Ready to ditch the treadmill or pavement for somewhere a little more scenic?
Trail running opens a whole new world for you beyond paved surfaces. And as with road running, it’s a healthy, simple activity with few gear requirements.
We’ve partnered with our friends at Merrell to share the health benefits of trail running, as well as what you need to know to get started!
Health benefits of hitting the trail
In addition to the obvious cardio benefits, running on varied terrain can enhance your agility, endurance, and overall strength.
It also demands your full attention to avoid tripping hazards like roots and rocks, which is a great form of mindfulness.
No time to overfixate on deadlines and lists when there are puddles to leap and branches to duck!
Ultimately, trail running isn’t about the distance or pace; it’s about the experience and being outside.
Trails offer a greater connection to nature, whether you’re at your local park or out in the wilderness.
Check out these top tips to get started trail running:
Before your trail running debut, do a bit of research.
Consider things such as the type of running surface, the weather, and the elevation gain (hills and steepness).
Know your route in advance.
Find the right shoes
Shoes are the main gear consideration for trail runners.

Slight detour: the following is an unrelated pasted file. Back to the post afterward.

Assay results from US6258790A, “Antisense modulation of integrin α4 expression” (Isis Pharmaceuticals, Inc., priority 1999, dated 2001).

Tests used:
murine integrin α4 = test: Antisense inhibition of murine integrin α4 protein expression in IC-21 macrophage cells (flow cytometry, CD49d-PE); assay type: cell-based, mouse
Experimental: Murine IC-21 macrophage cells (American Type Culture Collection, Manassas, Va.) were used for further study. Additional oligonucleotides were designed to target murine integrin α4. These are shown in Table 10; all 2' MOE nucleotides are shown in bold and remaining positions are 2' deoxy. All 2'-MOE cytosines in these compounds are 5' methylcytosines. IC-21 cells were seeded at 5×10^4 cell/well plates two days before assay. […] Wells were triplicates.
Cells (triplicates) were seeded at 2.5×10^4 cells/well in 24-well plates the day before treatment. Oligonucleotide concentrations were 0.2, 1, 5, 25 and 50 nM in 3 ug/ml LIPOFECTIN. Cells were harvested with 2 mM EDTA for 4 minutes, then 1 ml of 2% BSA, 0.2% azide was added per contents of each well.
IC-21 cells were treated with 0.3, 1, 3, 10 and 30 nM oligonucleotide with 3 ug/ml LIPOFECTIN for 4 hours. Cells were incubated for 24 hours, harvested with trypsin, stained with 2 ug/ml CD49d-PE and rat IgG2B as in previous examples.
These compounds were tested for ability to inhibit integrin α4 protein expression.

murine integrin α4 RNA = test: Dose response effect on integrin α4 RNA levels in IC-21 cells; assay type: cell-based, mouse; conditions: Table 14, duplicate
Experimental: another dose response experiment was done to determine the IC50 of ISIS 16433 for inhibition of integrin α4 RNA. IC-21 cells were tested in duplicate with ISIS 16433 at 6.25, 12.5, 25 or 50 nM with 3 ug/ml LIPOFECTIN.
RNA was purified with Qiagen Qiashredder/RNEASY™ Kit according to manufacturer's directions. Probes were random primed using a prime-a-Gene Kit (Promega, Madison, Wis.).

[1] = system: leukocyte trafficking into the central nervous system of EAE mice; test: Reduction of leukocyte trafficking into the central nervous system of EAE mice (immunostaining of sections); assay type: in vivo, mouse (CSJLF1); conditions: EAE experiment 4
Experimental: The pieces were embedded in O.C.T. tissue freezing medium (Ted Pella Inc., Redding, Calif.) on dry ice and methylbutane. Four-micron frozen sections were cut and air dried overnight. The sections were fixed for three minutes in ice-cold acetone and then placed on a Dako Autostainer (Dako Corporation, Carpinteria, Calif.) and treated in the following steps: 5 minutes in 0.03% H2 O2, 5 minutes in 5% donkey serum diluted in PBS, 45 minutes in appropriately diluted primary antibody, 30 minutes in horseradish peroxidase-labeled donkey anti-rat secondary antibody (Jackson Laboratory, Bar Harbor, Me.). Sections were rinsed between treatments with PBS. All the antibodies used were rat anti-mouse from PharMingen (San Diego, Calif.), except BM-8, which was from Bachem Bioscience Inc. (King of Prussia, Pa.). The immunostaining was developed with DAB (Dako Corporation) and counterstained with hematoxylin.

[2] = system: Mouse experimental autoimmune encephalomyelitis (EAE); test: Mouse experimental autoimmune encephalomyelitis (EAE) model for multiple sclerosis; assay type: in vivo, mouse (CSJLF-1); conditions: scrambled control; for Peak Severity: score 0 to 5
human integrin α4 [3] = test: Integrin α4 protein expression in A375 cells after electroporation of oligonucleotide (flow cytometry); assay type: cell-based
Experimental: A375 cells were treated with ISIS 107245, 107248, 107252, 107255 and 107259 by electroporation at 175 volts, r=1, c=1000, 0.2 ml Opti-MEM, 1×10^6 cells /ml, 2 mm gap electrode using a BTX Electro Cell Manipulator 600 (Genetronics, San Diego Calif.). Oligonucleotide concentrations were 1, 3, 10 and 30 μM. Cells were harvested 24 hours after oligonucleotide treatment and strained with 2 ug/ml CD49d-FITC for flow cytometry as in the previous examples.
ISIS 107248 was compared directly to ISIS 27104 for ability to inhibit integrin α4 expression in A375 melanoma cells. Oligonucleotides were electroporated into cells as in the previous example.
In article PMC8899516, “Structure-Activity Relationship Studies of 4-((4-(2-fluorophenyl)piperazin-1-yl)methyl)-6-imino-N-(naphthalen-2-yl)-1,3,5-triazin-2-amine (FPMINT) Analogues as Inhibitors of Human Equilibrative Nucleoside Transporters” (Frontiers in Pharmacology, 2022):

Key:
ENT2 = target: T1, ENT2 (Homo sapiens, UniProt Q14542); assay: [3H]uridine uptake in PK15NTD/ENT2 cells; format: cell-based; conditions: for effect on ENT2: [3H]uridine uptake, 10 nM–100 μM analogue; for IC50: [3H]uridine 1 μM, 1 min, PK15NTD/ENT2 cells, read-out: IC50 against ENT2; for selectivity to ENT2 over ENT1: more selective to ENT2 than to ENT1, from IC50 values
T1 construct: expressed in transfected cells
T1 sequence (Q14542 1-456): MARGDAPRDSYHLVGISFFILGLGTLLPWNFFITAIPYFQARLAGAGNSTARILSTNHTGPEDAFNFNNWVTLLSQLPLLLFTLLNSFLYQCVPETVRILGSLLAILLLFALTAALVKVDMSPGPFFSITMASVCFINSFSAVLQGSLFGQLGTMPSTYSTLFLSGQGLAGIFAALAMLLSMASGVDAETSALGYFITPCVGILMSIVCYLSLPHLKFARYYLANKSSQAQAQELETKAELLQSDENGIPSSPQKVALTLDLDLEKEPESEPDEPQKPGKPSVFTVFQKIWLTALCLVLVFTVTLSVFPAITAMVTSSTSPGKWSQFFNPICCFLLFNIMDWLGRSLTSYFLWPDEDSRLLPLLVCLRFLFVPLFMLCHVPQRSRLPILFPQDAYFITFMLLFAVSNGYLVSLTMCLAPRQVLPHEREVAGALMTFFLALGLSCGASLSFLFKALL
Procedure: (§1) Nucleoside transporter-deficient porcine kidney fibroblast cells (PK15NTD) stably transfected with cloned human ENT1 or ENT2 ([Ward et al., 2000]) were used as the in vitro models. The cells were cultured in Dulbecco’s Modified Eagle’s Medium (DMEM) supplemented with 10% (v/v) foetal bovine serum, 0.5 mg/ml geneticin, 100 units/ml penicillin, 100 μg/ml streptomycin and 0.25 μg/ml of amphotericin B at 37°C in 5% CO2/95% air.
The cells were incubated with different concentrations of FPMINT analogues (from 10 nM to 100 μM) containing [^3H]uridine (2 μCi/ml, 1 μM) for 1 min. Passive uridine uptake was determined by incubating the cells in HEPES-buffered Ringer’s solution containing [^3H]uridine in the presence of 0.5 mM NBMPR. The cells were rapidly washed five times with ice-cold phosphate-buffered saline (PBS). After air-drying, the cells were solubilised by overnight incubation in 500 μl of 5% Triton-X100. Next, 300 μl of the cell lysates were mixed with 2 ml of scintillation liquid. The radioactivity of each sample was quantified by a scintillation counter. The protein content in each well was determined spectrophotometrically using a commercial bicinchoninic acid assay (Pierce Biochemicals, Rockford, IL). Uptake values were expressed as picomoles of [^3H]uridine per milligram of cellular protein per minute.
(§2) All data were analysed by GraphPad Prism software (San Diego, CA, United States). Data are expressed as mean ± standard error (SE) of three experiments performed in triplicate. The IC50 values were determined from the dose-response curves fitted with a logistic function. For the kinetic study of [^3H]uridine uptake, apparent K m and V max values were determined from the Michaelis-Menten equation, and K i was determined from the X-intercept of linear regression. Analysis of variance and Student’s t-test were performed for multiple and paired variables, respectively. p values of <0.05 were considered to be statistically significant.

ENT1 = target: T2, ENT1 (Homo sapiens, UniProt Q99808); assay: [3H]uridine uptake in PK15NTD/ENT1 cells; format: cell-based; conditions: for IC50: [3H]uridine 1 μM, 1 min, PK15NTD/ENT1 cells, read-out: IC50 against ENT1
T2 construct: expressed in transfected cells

Trail running shoes are specially made to handle uneven, rugged terrain.
They are built to take on soft earth, loose rocks, and pretty much anything in between.
Proper footwear is especially important in more remote trails, where help may be harder to come by (protect those ankles, runners!).
(Our friends at Merrell have various styles to help you channel your inner trail runner and reconnect with the ground!)
Let someone know your route, and how long you are likely to be.
Preload maps on your phone or GPS watch. Consider a headlamp, an extra layer, and a small first aid kit.
Don’t forget to hydrate or pack a water bottle!
Practice good trail etiquette
Trail runners, like all trail users, should leave no trace. Carry out banana peels, energy bar wrappers, and any other garbage you bring with you.
Stay on the trail, and don’t be tempted to shortcut switchbacks. Going off the trail causes erosion on steep slopes, damages the natural vegetation, and creates damaging social trails.
It also keeps you safer from injury or poison ivy, and makes it less likely you’ll get lost.
Don’t forget to share the trail, and leave space for others to enjoy it as well.
Enjoy your run!
Head out with an open mind and go on your own mini-adventure.
Soak up the sights and sounds of nature, and explore the great outdoors!